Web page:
Trackway, ditch and bell barrow on Longstreet Down1009927SU 17617 52608
Strip lynchet system north of Cotley Hill1009937ST 92223 43467
Combe lynchet system on Oxendean Down1010067ST 89851 46527
Strip lynchet system east of Cotley Hill Woods1010089ST 92493 43186
Boundary feature 700m south-west of The Plantation, West Lavington Down1010096ST 97697 48736
Boundary earthworks on Wilsford Down1010177SU 08812 53761
Boundary feature on Ball Down1010247SU 04770 50983
Boundary earthwork from East Down to Orcheston Down1010251SU 05533 48922
Strip lynchets south of Westdown Farm1010260ST 93414 51595
Boundary feature, western section of Long Ditch across Wilsford Down1010262SU 07695 53727
Enclosure and linear earthworks between Bishopstrow Down and South Down Sleight1010283ST 91942 47399
Boundary earthwork and associated bowl barrow on Windmill Hill1010288SU 24277 51395
Linear earthwork on Knook Down1010665ST 95707 44017
Linear boundary from south east of Winterbourne Stoke crossroads to south west of The Diamond on Wilsford Down1010837SU 10297 41054
Linear boundary within Normanton Gorse1010838SU 11292 41412
Ten round barrows forming the Lake Down round barrow cemetery and a section of linear boundary crossing Lake Down1010875SU 11846 39056
Section of a linear boundary from 350m north east of Westfield Farm on Lake Down to Lake Bottom1010881SU 12092 39303
The Lesser Cursus and a triple bowl barrow forming part of a linear round barrow cemetery south east of Greenland Farm on Winterbourne Stoke Down1010901SU 10511 43486
Linear earthworks forming part of a field system on Bishop's Cannings Down1013233SU 05655 66557
Pair of bowl barrows 150m north of the Wansdyke on All Cannings Down1013755SU 10337 64856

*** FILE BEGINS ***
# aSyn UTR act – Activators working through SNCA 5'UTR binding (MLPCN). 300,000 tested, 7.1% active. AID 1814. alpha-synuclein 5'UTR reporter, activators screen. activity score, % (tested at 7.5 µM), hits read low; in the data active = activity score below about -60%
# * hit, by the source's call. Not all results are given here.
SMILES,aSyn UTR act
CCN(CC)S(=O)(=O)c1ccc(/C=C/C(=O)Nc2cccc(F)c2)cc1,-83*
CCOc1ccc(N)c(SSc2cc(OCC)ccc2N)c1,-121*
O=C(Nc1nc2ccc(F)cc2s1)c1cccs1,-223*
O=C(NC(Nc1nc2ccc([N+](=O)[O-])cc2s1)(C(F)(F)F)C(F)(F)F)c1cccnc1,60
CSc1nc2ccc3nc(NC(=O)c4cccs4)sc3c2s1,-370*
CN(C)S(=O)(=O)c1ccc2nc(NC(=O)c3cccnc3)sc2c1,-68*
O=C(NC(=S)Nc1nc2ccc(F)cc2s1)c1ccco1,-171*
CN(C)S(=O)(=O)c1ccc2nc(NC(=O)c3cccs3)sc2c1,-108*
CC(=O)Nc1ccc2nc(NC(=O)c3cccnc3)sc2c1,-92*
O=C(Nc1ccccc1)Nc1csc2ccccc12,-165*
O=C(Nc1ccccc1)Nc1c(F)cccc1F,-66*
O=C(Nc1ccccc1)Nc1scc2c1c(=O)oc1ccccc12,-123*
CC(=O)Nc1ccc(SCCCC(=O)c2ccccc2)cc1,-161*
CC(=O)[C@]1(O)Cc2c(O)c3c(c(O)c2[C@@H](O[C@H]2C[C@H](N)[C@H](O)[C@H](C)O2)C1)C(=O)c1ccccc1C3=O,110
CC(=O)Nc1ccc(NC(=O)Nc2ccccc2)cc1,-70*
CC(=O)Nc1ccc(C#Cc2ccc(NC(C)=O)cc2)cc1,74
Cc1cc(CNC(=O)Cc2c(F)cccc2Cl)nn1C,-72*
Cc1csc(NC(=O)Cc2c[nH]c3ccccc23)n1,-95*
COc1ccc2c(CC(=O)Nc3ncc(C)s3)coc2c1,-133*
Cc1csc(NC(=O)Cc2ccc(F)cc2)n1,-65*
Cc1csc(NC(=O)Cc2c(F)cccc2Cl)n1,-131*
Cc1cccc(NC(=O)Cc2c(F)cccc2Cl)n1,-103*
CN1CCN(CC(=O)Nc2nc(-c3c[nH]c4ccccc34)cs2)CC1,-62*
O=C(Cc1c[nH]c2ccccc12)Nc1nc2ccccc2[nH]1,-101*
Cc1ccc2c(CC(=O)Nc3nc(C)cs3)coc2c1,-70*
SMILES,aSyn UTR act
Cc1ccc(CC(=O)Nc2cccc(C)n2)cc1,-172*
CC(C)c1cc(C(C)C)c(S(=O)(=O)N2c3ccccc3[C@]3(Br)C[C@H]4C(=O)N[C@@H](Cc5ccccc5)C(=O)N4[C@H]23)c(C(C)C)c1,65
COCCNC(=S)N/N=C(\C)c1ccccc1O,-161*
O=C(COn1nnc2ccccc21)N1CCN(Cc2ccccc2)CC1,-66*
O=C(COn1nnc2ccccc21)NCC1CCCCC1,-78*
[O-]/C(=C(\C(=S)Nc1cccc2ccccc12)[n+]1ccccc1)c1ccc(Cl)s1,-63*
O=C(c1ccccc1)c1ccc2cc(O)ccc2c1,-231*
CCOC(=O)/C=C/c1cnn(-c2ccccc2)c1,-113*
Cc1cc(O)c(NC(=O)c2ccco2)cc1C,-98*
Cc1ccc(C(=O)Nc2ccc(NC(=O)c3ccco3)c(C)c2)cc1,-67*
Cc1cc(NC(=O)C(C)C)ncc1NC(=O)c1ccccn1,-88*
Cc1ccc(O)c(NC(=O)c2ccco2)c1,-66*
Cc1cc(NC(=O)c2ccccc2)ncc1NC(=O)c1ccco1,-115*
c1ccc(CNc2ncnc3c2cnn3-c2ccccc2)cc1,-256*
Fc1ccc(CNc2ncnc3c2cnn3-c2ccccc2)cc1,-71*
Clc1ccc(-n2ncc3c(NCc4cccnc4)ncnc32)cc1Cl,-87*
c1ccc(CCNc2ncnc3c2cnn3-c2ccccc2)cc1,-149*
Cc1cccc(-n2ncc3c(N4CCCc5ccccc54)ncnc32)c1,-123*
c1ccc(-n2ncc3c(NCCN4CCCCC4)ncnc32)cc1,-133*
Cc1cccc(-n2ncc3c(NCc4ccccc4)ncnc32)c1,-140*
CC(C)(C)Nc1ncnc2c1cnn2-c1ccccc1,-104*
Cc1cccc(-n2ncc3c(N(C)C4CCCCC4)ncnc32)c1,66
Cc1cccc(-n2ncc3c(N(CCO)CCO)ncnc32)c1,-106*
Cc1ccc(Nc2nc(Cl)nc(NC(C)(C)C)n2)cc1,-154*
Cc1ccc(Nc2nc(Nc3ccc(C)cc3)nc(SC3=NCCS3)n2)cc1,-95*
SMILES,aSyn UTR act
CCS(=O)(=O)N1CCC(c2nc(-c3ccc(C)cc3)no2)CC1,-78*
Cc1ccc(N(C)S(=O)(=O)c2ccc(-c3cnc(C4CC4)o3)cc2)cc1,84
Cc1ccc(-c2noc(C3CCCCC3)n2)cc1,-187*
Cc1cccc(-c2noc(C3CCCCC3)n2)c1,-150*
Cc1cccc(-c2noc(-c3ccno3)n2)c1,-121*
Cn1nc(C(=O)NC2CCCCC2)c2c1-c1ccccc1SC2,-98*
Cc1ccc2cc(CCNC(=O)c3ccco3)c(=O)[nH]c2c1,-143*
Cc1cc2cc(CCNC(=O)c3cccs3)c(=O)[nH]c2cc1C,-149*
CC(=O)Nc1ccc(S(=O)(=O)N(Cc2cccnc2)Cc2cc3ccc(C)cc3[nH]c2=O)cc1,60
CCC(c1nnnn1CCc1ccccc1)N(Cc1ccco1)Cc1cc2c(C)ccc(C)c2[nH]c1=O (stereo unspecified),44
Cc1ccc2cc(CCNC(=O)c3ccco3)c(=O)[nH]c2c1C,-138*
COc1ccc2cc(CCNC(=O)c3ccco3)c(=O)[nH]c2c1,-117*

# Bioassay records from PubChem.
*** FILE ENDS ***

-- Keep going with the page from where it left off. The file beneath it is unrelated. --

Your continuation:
Three sections of a linear earthwork south west of New Barn1013771SU 10888 71024
Pair of round barrows and section of linear earthwork NE of the gallops on West Down1014028SU 07248 69220
Cross ridge dyke on Morgan's Hill1014033SU 03185 67113
Linear round barrow cemetery 200m ENE of West Kennett long barrow1014034SU 10765 67827
Harepit Way linear boundary1014559SU 07788 68819
Winterbourne Stoke West round barrow cemetery, The Coniger enclosure and section of linear boundary earthwork1015019SU 07727 41971
Bowl barrow and section of linear boundary earthwork on Winterbourne Stoke Down1015023SU 08694 42918
Linear boundary earthwork on Amesbury Down west of Stock Bottom1015218SU 15549 39504
Lynchets at Southmill Hill1015220SU 15930 40808
Devil's ditch: boundary earthwork1015434SU 21330 47793
Boundary earthwork across Dunch Hill Golf Course1015480SU 21280 48486
Boundary feature south of Clarendon Hill Reservoir1015482SU 22435 48615
Linear boundary earthwork 250m west of Stockport1015689SU 16294 39460
Two earthwork enclosures and a linear earthwork 625m north of Barbury Castle1016362SU 14923 76917
Linear boundary earthwork west of Liddington Castle1016391SU 20678 79618
Medieval strip lynchets 280m west of Hill Barn1016902ST 85792 36454
Linear boundary on Bidcombe Down and Whitepits Down1016904ST 84435 37752
Cross dyke 920m north east of Dairy Farm1016905ST 83766 38274
Four lynchets 610m west of Kingston Dairy1016910ST 83706 36985
Bronze Age enclosure and linear boundary earthwork on Boscombe Down East1017273SU 23212 37235